Indicate by check mark whether the registrant is a large accelerated filer, an accelerated filer, a non-accelerated filer, a smaller reporting company or an emerging growth company. See the definitions of “large accelerated filer,” “accelerated filer,” “smaller reporting company” and "emerging growth company" in Rule 12b-2 of the Exchange Act.
Large accelerated filer
¨
  
Accelerated filer
¨

Non-accelerated filer
x
  
Smaller reporting company
x
 
 
 
Emerging growth company
¨

If an emerging growth company, indicate by check mark if the registrant has elected not to use the extended transition period for complying with any new or revised financial accounting standards provided pursuant to Section 13(a) of the Exchange Act. Yes   ¨     No   ¨

Indicate by check mark whether the registrant is a shell company (as defined in Rule 12b-2 of the Exchange Act). Yes ¨     No   x
The aggregate market value of the registrant's common equity held by non-affiliates of the registrant (assuming for purposes of this computation only that the directors and executive officers may be affiliates) at June 28, 2019, which was the last business day of the registrant’s most recently completed second fiscal quarter, was approximately $25.9 million based on the closing price of $1.75 for one share of Class A common stock, as reported on the New York Stock Exchange on that date.
Indicate the number of shares outstanding of each of the registrant’s classes of common stock, as of the latest practicable date.
Class
 
Outstanding at March 9, 2020
Class A common stock, $0.01 par value per share
 
16,269,857

 





TABLE OF CONTENTS 
 
 
 
 
 
Page
 
 
Item 1.
Item 1A.
Item 1B.
Item 2.
Item 3.
Item 4.
 
 
 
Item 5.
Item 6.
Item 7.
Item 7A.
Item 8.
Item 9.
Item 9A.
Item 9B.
 
 
 
Item 10.
Item 11.
Item 12.
Item 13.
Item 14.
 
 
 
Item 15.
Item 16.

In this Annual Report on Form 10-K for the fiscal year ended December 31, 2019 (the "Annual Report"), “we,” “our,” “us,” the “Company,” “Manning & Napier” and the “Registrant” refers to Manning & Napier, Inc. and, unless the context otherwise requires, its direct and indirect subsidiaries and predecessors on a consolidated basis.
 


i


CAUTIONARY NOTE REGARDING FORWARD-LOOKING STATEMENTS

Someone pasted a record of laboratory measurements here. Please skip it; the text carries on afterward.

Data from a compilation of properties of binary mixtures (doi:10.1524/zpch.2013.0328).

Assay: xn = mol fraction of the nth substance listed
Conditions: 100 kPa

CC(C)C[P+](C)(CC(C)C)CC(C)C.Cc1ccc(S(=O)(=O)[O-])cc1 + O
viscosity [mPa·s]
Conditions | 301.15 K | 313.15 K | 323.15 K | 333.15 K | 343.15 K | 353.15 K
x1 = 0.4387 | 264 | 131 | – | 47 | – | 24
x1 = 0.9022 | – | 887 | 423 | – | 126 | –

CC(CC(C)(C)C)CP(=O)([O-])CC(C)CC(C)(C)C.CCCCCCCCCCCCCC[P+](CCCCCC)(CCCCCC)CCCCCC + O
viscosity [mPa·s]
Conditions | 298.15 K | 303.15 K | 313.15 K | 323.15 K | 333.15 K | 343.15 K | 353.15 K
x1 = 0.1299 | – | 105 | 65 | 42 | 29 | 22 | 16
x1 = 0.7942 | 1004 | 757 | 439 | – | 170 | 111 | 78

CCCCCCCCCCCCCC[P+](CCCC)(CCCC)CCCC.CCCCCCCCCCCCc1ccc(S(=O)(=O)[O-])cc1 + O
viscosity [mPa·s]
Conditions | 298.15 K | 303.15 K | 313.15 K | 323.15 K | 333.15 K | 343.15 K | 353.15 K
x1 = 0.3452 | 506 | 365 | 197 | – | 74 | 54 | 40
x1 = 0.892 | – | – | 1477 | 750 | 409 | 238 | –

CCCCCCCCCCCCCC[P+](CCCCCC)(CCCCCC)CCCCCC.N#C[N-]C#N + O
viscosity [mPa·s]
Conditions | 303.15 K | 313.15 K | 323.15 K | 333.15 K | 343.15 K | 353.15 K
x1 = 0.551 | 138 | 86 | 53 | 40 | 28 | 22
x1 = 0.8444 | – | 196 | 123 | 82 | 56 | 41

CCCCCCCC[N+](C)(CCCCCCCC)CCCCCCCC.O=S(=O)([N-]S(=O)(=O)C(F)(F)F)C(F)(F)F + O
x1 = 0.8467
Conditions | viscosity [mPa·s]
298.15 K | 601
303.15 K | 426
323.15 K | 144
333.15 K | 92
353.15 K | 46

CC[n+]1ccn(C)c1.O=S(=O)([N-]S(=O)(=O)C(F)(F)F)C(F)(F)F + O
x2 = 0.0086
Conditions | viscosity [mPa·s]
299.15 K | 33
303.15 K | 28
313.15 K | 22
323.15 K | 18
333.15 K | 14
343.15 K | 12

This report contains forward-looking statements within the meaning of section 27A of the Securities Act of 1933, as amended, and Section 21E of the Securities Exchange Act of 1934, as amended (the "Exchange Act"), which reflect the views of Manning & Napier, Inc. ("we," "our," or "us") with respect to, among other things, our future operations and financial performance. Words like "believes," "expects," "may," "estimates," "will," "should," "could," "intends," "likely," "plans," or "anticipates" or the negative thereof or other variations thereon or comparable terminology, are used to identify forward-looking statements, although not all forward-looking statements contain these words. Although we believe that we are basing our expectations and beliefs on reasonable assumptions within the bounds of what we currently know about our business and operations, there can be no assurance that our actual results will not differ materially from what we expect or believe. Some of the factors that could cause our actual results to differ materially from our expectations or beliefs are disclosed in the “Risk Factors” section, as well as other sections of this report which include, without limitation: changes in securities or financial markets or general economic conditions; a decline in the performance of our products; client sales and redemption activity; any loss of an executive officer or key personnel; changes in our business related to strategic acquisitions and other transactions; our ability to successfully deploy new technology platforms and upgrades; and changes of government policy or regulations. All forward-looking statements speak only as of the date on which they are made and we undertake no duty to update or revise any forward-looking statements, whether as a result of new information, future events or otherwise.